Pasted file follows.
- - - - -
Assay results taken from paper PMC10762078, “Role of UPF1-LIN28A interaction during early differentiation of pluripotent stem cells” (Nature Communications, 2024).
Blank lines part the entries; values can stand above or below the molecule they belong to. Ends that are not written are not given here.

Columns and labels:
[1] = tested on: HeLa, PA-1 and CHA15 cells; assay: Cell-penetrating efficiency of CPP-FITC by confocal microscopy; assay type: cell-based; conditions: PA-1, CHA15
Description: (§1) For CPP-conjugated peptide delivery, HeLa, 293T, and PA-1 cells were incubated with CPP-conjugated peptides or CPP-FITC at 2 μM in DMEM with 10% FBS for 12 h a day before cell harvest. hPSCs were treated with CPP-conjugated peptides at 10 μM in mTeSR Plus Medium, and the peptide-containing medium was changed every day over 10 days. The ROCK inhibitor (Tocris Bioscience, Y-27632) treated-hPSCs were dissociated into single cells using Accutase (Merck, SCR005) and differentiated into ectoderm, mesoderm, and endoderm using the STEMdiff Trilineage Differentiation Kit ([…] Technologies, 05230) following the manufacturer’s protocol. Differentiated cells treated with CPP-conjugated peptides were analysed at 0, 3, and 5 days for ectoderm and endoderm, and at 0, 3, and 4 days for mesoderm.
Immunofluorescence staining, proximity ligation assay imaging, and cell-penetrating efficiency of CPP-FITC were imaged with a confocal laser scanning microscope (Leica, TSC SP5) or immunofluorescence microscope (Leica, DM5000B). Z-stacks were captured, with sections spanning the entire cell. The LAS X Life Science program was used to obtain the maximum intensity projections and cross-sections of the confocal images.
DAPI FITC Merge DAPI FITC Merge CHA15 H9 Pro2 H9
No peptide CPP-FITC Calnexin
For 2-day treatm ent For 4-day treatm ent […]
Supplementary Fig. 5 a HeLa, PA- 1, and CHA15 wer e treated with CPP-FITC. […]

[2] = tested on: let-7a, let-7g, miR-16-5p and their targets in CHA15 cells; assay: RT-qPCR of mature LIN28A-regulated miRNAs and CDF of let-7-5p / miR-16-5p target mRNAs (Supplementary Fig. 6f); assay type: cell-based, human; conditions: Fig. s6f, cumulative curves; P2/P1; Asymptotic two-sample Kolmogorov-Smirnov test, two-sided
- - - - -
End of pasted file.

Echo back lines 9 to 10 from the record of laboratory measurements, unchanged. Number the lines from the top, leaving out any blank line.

For 2-day treatm ent For 4-day treatm ent […]
Supplementary Fig. 5 a HeLa, PA- 1, and CHA15 wer e treated with CPP-FITC. […]